10 Differences Between Moonshining and Homebrewing

The Tax Issue
State agents found 75 gallons of contraband whiskey hidden under a tree stump in Atlanta in 1944. © Bettmann/CORBIS

The main reason you can't legally make liquor at home in the U.S. is because of taxes. Typically, for each 750-milliliter bottle of 80-proof liquor, the federal government charges an excise tax of $2.14. In addition, state governments charge an excise tax (in Alaska, it's nearly $13 a gallon). This means that for each gallon (4 liters) of moonshine, the government is losing out on up to $25. (The beer tax is only 5 cents per can, and the wine tax is 21 cents per bottle for wine with alcohol content under 14 percent) [source: Snider].

The lost revenue can add up. In 2000, Bureau of Alcohol, Tobacco, Firearms and Explosives (ATF) agents uncovered one store in Virginia selling enough raw moonshine materials to produce 1.4 million gallons (5.2 million liters) of liquor worth nearly $20 million in lost tax revenue [source: Tsai].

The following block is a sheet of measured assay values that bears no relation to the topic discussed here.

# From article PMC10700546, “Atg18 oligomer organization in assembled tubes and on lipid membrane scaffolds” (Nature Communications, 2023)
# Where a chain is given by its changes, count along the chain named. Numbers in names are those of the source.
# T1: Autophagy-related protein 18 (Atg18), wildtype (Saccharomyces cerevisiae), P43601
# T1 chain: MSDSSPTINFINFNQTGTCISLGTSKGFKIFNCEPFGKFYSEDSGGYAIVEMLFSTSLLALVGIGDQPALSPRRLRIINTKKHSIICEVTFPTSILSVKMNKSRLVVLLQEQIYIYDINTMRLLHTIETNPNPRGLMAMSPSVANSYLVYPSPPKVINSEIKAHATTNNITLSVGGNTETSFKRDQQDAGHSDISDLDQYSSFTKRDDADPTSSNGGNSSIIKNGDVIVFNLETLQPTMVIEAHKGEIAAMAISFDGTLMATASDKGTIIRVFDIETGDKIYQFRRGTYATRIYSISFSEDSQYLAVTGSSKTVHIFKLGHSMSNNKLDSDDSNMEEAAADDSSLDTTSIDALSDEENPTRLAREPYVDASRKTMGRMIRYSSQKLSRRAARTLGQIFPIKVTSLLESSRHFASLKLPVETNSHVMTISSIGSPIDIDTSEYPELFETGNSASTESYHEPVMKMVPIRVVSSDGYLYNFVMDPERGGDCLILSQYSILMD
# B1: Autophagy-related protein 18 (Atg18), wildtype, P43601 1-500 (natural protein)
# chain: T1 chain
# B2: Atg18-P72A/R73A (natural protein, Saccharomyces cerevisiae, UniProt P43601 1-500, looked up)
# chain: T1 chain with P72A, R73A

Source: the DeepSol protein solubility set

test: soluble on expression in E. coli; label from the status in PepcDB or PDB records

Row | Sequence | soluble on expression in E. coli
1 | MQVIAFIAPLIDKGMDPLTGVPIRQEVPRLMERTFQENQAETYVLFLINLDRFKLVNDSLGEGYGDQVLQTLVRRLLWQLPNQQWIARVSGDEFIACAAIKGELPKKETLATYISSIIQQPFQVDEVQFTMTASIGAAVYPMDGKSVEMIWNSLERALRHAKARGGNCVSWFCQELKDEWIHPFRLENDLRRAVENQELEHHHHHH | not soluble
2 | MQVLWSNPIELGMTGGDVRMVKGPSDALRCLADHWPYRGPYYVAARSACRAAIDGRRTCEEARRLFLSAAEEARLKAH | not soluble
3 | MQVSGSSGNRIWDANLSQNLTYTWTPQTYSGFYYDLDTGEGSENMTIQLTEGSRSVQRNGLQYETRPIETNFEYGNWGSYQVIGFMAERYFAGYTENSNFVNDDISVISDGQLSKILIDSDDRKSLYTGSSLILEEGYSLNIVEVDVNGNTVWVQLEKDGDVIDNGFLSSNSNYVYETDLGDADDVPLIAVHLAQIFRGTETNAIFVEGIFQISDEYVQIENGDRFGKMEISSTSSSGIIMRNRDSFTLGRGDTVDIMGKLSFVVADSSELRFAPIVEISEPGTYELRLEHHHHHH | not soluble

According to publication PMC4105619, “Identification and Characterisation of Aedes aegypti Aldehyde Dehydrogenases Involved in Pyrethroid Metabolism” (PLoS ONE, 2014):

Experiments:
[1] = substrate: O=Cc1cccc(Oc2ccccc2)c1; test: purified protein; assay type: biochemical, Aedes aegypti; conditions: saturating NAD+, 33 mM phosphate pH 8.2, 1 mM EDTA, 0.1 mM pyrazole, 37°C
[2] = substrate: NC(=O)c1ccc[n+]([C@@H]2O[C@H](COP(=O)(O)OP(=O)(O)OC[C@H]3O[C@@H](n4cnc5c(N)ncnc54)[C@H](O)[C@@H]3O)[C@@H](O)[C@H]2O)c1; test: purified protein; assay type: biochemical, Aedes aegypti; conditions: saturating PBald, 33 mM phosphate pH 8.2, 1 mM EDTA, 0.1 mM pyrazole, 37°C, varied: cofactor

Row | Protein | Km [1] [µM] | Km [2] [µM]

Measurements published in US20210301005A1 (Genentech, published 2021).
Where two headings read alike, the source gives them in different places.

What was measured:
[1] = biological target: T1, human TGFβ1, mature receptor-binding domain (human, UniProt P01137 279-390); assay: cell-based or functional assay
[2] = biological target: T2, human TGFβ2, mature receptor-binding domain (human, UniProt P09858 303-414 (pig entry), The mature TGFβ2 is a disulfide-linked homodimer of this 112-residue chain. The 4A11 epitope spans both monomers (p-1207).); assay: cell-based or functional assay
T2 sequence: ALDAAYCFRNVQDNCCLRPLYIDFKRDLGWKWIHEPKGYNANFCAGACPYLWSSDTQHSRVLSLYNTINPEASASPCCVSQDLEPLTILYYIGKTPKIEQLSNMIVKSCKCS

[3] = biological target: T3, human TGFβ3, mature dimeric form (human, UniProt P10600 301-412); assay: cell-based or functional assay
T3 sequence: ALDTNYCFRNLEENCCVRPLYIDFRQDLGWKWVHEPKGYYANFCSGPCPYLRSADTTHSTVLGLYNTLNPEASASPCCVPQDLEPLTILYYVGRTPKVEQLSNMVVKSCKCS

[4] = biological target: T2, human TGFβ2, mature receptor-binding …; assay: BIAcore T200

To make moonshine (also known as white whiskey, hooch, rotgut, corn liquor or white lightnin') legally, you need federal permits and licenses. To obtain these, you need to cover the startup costs of operating a distillery that meets the federal government's standards, and this can range into the millions, even before you get your license [source: Yeldell].

Then you'll need to contend with those who say that legal moonshine, by definition, can't really be moonshine at all.

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